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#15185261
BeesKnee5 wrote:
I didn't say shuttle was a bad idea and I couldn't give a damn whether it was Nixon.
The promise didn't live up to the reality, each shuttle was supposed to be capable of launching once a month with minimal repairs but the reality was you were lucky to get one a year from each orbiter. The safety record was dreadful, for half it's life it was restricted to solely visiting the ISS and they needed a second shuttle on standby because they couldn't guarantee the heat tiles would stay on the leading edges during launch.

The shuttle literally ate NASAs budget, costing $1.5bn per launch. In hindsight this huge cost prevented development of something that could get us out of low earth orbit.




I've just shown you this isnt the case.
NASA spent $8bn on constellation which was cancelled because it was going nowhere, now it's in the process of spending $27Bn on SLS which will be obsolete before it gets off the ground. If you add up all the money spent on launch systems to enable human exploration beyond LEO it's $50Bn plus in todays money, for zero return. Almost exclusively to companies involved in shuttle. NASA became a cash cow for these companies.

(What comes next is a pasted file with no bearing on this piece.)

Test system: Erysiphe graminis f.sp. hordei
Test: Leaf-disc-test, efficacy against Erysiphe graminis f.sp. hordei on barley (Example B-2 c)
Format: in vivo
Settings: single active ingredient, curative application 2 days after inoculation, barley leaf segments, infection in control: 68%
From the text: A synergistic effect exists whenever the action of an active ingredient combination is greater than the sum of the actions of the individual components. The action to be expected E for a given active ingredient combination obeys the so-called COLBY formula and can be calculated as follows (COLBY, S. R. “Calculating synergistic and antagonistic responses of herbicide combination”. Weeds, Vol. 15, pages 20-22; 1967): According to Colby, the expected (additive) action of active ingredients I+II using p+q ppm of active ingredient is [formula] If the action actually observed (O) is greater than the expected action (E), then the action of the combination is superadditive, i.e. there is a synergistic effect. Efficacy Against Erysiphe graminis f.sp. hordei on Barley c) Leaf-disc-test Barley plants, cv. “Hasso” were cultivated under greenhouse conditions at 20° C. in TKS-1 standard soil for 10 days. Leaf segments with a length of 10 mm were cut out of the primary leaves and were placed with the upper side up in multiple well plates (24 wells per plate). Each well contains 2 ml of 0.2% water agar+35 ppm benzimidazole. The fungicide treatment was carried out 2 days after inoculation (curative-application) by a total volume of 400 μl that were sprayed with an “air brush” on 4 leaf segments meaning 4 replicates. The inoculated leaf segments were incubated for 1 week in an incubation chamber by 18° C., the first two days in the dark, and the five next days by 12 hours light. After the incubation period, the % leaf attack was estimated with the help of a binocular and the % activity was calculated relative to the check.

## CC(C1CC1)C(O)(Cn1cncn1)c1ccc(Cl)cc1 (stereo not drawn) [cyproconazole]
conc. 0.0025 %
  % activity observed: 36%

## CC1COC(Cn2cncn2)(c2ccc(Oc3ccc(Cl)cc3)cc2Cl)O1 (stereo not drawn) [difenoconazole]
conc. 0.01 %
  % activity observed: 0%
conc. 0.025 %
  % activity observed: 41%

There is a better way. Backend the contracts so that the contractor doesn't receive the money without delivering the product, NASA has rewarded failure.

I'll give you another example.
NASA have been developing the Orion Space capsule since 2006. They've paid out $21Bn to contractors, so far it's taken zero people into space.

Spacex designed and built Crew dragon for $1.75Bn, they now have three successful crewed launches into space.

How can you possibly say money is the issue when NASA is spending 10-15 times more money than a commercial operator and still do not have an operating product?



Image

Like I said, the shuttle was Nixon. He wanted it to look like we were saving money by building what he thought would be like a van. You want to say it sucked, you'll get no argument from me.

At the same time the budget was being cut (again and again) they kept getting new jobs, like R&D projects to transfer tech to the private sector.

Let me give you an example. Nixon cut funding for Hubble. The guys working on Hubble started working almost 24/7 to get it assembled before the doors were locked. They got there; they knew if it was a bunch of parts, the parts would get sold, and that if it was done, it might one day get launched. There was no time or money for testing. Which we found out about when it got into orbit.

Bush told NASA do more with less. That worked as well as you would expect.

Does NASA have problems? Hell, yes, I've been bitching about it almost exactly 50 years.

But more budget cuts will lead to screw ups just as they have done in the past.

This is all academic, as things heat up, people will want NASA to help, and no one but Rand Paul will be whining about the cost.
#15185264
Not that I advocate for a reduction to NASAs budget, but I believe the whole point of outsourcing was to get more for less @late . If SpaceX can provide more than what its previous budget was achieving... and from my understanding that is the case... then it doesn't matter if there is a reduction to the budget as you are getting better value for money now. Perhaps the savings could go into universal healthcare. :hmm: